US2794756A (en) * 1952-10-03 1957-06-04 Roy F Leverenz Reinforced plastic article
US2876728A (en) * 1957-10-24 1959-03-10 Norbert J Luger Collapsible pontoon boat
US2916748A (en) * 1956-05-10 1959-12-15 Stahmer Bernhardt Knock-down pontoon boat

Patent Citations (13)

* Cited by examiner, † Cited by third party
Publication number Priority date Publication date Assignee Title
DE101114C (en) *
US1093196A (en) * 1913-08-23 1914-04-14 Joseph Lombardi Catamaran.
DE375522C (en) * 1922-10-17 1923-05-14 Walter Bock Folding
US1618180A (en) * 1924-04-19 1927-02-22 Ford Joseph Boat-operating mechanism
US1658500A (en) * 1926-01-16 1928-02-07 John H Tewes Combined trailer and boat
US2381631A (en) * 1944-05-22 1945-08-07 Western Plastics Inc Boat construction
US2495190A (en) * 1948-01-28 1950-01-17 Robert H Stewart Folding catamaran
US2685270A (en) * 1950-11-16 1954-08-03 Coco Rico Inc Passenger-operated boat
US2794756A (en) * 1952-10-03 1957-06-04 Roy F Leverenz Reinforced plastic article
US2745118A (en) * 1952-10-24 1956-05-15 Helen V Potts Catamaran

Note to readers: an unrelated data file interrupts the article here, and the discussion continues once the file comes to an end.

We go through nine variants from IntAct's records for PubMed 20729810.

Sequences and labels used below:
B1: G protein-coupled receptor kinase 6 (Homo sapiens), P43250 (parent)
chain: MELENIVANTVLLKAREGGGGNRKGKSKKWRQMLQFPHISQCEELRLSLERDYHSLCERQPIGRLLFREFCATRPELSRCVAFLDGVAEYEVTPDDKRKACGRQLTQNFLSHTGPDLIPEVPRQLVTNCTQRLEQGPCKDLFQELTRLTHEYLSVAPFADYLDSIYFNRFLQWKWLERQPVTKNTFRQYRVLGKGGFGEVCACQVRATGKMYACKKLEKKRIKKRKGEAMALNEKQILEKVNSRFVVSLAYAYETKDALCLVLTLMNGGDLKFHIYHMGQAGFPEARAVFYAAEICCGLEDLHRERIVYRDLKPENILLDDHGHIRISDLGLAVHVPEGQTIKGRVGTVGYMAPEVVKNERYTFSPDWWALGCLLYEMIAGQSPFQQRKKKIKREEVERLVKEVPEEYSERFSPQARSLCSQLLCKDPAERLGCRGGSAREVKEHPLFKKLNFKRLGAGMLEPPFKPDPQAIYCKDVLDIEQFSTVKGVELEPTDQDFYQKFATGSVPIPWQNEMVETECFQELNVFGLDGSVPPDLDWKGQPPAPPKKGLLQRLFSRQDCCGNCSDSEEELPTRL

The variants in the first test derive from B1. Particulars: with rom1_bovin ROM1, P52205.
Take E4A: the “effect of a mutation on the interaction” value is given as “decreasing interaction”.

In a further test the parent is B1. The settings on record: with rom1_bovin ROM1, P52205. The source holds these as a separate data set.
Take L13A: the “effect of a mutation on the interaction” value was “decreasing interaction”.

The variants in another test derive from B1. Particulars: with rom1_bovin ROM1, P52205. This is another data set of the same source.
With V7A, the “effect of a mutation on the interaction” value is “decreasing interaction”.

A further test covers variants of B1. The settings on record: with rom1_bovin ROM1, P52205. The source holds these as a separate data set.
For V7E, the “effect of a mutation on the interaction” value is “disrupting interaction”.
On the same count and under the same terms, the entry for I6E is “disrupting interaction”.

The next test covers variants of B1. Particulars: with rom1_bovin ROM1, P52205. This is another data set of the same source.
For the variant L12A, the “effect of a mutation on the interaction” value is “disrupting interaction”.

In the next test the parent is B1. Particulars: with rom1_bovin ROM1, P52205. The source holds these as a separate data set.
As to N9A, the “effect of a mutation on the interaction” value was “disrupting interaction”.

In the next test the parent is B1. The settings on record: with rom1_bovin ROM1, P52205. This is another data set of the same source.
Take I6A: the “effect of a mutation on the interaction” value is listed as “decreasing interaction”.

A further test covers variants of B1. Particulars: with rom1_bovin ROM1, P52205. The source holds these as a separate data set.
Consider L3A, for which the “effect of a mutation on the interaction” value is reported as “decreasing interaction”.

US2759201A (en) * 1953-12-28 1956-08-21 Eldon O Mckinney Amphibious device of the foldable outrigger type
US2916748A (en) * 1956-05-10 1959-12-15 Stahmer Bernhardt Knock-down pontoon boat
US2876728A (en) * 1957-10-24 1959-03-10 Norbert J Luger Collapsible pontoon boat

Cited By (23)

* Cited by examiner, † Cited by third party
Publication number Priority date Publication date Assignee Title
US3139058A (en) * 1963-02-05 1964-06-30 Ralph L Robinson Multiple hull water vehicle
US4082053A (en) * 1976-09-30 1978-04-04 Woodward William R Multirudder steering system for multihull boats
US4318700A (en) * 1980-04-09 1982-03-09 Price Charles D Paddle wheel operated watercraft
US4480568A (en) * 1981-03-05 1984-11-06 Trefethern George M Propelled pontoon chair
US4777898A (en) * 1986-03-06 1988-10-18 Lowe Industries Pontoon log body and method for producing same
US4781143A (en) * 1987-02-17 1988-11-01 Logan Kenneth C Trailable vehicle pontoon system